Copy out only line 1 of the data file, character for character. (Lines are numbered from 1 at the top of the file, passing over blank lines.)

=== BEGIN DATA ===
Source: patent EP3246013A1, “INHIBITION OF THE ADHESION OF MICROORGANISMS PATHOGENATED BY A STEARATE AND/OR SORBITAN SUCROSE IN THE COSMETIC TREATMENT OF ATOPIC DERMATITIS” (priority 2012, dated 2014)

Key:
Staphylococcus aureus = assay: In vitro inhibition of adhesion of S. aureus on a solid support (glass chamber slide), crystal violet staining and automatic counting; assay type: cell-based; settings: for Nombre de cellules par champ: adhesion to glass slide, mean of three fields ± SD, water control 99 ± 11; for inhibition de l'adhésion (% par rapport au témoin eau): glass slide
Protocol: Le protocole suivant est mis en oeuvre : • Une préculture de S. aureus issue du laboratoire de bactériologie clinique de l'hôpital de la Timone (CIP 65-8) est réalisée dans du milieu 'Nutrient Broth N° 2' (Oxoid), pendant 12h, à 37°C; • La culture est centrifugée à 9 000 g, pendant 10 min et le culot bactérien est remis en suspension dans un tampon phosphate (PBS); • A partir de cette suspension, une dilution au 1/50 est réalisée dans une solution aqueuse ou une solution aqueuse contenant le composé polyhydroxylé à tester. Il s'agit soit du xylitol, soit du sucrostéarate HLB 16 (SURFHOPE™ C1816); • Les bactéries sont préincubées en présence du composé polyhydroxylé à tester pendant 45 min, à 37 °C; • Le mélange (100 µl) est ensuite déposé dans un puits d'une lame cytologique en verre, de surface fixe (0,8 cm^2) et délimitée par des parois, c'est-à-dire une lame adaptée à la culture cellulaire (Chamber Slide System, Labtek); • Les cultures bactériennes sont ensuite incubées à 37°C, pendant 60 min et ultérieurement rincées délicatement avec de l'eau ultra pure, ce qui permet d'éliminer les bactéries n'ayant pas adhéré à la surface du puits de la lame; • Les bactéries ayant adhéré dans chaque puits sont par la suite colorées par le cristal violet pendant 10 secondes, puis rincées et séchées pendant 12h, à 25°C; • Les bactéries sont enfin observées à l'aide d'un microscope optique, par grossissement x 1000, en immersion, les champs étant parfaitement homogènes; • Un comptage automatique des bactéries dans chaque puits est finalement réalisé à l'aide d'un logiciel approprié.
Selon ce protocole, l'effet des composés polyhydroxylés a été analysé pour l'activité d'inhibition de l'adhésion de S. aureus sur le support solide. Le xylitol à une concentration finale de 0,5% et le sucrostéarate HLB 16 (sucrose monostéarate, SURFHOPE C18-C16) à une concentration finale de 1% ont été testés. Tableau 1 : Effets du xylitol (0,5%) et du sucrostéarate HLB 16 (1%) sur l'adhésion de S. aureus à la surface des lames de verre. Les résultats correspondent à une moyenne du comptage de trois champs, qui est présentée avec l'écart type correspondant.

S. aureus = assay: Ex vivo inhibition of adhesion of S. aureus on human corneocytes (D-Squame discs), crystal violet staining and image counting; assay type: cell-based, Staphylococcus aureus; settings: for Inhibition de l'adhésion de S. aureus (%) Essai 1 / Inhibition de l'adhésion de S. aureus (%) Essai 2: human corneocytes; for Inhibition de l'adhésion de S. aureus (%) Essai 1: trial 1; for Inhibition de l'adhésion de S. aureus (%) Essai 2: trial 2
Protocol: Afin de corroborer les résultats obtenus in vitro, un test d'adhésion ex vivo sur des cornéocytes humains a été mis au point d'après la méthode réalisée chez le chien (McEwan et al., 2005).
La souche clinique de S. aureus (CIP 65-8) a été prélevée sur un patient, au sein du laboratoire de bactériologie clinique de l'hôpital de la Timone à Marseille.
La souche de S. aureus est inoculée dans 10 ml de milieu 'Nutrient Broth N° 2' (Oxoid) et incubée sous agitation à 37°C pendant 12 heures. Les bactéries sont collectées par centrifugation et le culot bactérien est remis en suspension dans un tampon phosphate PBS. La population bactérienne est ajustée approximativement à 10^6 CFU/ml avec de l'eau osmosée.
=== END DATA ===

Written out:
Source: patent EP3246013A1, “INHIBITION OF THE ADHESION OF MICROORGANISMS PATHOGENATED BY A STEARATE AND/OR SORBITAN SUCROSE IN THE COSMETIC TREATMENT OF ATOPIC DERMATITIS” (priority 2012, dated 2014)